IT seems fitting to start the new year with a story about horticultural education, since theoretical and experiential learning underpins everything we do in our gardens.
For the hobbyist gardener there are many ways to improve knowledge and skills, each with its own advantages and disadvantages. Not all hobbyist gardening clubs and societies have websites, but many do, so search the Internet for the name of the organization below or ask friends how to obtain contact information. I would add that every garden club should have a website to advertise their respective benefits and to recruit new members.
Gardening clubs offer an easy choice for hobbyist gardeners to gain knowledge with the added benefit of social interaction and making new friends during club meetings. Most gardening clubs hold monthly meetings that include a show and tell segment, some club business and a lecture of educational value. Garden clubs also operate annual plant sale days, field trips and specific member benefits.
The following list is not exhaustive but summarizes gardening clubs on the North Shore: Capilano Garden Club, Deep Cove Garden Club, Delbrook Garden Club, Lynn Valley Garden Club, North Shore Community Garden Society, Park & Tilford's Friends of the Garden, Upper Lonsdale Garden Club and the West Vancouver Garden Club.
There are also specialist gardening clubs that pursue knowledge within one specific discipline of horticulture. These organizations operate monthly programs similar to gardening clubs. Most are not located on the North Shore but these groups may be worth joining depending on your specific interest.
The following list is not exhaustive but summarizes some of the topic-specific gardening organizations in our region: the Alpine Club of B.C., B.C. Fruit Testers Association, B.C. Fuchsia and Begonia Society, B.C. Primula Group, Burnaby Cactus and Succulent Club, Capilano Flower Arranging Club, Desert Plant Society of Vancouver, Friends of UBC Botanical Gardens, Ikenobo Ikebana Society of Vancouver, Pacific Northwest Palm and Exotic Plant Society, Vancouver Dahlia Society, Vancouver Hardy Plant Group, Vancouver Orchid Society, Vancouver Rhododendron Society, Vancouver Rose Society, Vancouver Shade Garden Society and the West Coast Bonsai Society.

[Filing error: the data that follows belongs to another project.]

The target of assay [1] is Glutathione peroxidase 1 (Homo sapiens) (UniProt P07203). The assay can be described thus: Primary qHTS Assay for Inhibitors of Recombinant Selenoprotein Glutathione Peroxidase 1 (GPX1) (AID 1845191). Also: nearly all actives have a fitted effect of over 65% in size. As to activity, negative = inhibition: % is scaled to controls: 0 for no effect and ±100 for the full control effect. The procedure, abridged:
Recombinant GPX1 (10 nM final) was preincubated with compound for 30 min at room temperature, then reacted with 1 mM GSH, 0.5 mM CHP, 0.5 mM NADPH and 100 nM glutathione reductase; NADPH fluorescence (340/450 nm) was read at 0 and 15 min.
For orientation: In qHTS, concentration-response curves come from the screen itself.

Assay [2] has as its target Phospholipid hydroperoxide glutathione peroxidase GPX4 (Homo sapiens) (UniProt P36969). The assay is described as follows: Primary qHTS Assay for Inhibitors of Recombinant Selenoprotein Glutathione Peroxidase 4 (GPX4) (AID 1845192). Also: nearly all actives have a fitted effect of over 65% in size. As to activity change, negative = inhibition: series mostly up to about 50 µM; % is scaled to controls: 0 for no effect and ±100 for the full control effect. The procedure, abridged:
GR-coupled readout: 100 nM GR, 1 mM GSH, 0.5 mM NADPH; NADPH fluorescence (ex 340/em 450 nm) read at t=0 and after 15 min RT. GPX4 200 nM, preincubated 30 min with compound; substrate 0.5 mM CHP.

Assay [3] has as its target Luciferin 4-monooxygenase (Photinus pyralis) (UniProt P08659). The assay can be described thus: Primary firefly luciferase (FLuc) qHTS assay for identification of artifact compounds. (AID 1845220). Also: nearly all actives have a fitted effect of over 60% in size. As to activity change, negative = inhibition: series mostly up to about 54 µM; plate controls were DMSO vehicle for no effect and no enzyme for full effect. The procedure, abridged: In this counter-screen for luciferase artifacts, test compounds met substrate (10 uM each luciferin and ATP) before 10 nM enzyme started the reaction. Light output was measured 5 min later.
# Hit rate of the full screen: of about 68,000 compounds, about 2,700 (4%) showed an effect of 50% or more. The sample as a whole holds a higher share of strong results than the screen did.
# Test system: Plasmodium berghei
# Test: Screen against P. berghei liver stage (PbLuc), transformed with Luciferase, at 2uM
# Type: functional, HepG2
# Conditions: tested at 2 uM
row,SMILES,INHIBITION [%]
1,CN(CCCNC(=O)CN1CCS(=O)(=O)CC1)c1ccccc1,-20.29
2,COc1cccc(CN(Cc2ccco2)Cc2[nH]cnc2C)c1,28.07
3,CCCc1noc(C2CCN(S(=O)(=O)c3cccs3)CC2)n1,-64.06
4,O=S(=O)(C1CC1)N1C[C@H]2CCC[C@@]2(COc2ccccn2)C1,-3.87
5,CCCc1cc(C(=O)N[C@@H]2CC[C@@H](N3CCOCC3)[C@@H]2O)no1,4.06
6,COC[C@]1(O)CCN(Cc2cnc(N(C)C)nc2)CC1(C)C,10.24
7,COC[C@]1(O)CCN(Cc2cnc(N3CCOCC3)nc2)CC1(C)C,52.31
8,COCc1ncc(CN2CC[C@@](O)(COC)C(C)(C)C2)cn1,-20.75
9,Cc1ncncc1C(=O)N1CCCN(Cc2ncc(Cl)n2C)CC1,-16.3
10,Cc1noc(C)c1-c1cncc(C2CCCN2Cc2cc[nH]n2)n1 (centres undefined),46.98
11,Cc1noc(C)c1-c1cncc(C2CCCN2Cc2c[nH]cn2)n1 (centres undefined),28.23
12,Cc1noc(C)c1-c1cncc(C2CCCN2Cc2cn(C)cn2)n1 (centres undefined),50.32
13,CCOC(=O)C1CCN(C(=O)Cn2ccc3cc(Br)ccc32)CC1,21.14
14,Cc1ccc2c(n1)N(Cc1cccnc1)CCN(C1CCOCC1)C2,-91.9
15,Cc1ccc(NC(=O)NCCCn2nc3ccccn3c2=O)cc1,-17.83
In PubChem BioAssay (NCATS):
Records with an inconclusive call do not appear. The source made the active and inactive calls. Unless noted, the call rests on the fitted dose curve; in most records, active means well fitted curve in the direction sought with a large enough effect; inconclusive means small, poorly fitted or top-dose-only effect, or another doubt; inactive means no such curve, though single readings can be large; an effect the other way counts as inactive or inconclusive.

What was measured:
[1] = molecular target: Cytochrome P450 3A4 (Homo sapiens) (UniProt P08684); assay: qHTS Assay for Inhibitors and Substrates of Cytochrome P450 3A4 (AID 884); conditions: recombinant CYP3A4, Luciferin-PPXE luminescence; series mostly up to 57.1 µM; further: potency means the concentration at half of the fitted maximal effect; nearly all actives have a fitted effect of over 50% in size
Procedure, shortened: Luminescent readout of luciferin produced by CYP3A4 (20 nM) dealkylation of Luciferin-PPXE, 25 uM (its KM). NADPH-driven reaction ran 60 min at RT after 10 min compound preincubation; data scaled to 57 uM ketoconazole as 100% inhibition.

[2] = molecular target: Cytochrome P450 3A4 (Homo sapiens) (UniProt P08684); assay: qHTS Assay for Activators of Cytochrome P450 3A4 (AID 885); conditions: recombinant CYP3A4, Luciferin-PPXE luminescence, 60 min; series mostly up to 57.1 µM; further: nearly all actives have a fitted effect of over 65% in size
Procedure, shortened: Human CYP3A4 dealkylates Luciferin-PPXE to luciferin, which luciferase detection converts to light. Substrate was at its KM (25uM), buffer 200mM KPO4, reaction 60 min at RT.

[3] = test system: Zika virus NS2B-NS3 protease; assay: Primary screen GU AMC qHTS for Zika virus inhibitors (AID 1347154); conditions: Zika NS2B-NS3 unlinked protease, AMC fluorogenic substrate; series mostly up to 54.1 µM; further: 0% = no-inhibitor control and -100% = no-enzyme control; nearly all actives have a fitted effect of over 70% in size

For the hobbyist gardener probably no other group is as well known as the Master Gardeners Association of B.C. which is a non-profit volunteer association based at VanDusen Botanical Garden with members from all over the Lower Mainland.
It is important to understand that the term "Master Gardener" is not a professional designation in B.C.; the term is strictly a hobbyist designation because the term is not officially recognized by the province's Industry Training Authority.
The great advantage of joining this group is the opportunity to work in VanDusen Botanical Garden and to learn from knowledgeable gardeners.
Beyond gardening clubs and societies the hobbyist has few options for horticultural education beyond going to school full time for professional training, an option that does not suit most hobbyists. There are some universities that offer adult continuing education via night school or Saturday school. VanDusen Botanical Garden offers a number of hobbyist garden courses on evenings and weekends, some courses are taught by the VanDusen staff gardeners.
The UBC Botanical Garden also offers hobbyist gardening courses with the botanical garden's staff teaching many of the courses. Capilano University from its North Vancouver campus offers three day-long courses in gardening at a basic level. These programs are: A Year in Your Garden: Spring, A Year in Your Garden: Summer and Campus Plant Walk. I could not find any North Shore school boards that offer any gardening-related continuing education courses for adults. Perhaps there is market demand on the North Shore for such programs.
There are organizations like the Edible Garden Project, the North Shore Recycling Program and the Lynn Canyon Ecology Centre that co-operate to offer gardening programs through their GardenSmart workshop series. The GardenSmart workshop series demonstrates sustainable gardening techniques that help North Shore residents to reduce waste, support our local ecology and grow their own food. Visit www. northshorerecycling.ca for more information.
Beyond the suggestions for hobbyist gardening education mentioned herein, self-study on the Internet or reading books remains one of the easiest ways to improve your knowledge.
However, after several thousand years of gardening throughout human history, the best way to learn is still done through mentoring from an experienced horticulturist. And even today in the modern era, mentoring is used worldwide by businesses, universities and non-government agencies as the best way to teach theoretical information and practical skills related to gardening. So maybe it's time to befriend a gardener?
Todd Major is a journeyman horticulturist, garden designer, writer, consultant and organic advocate. email@example.com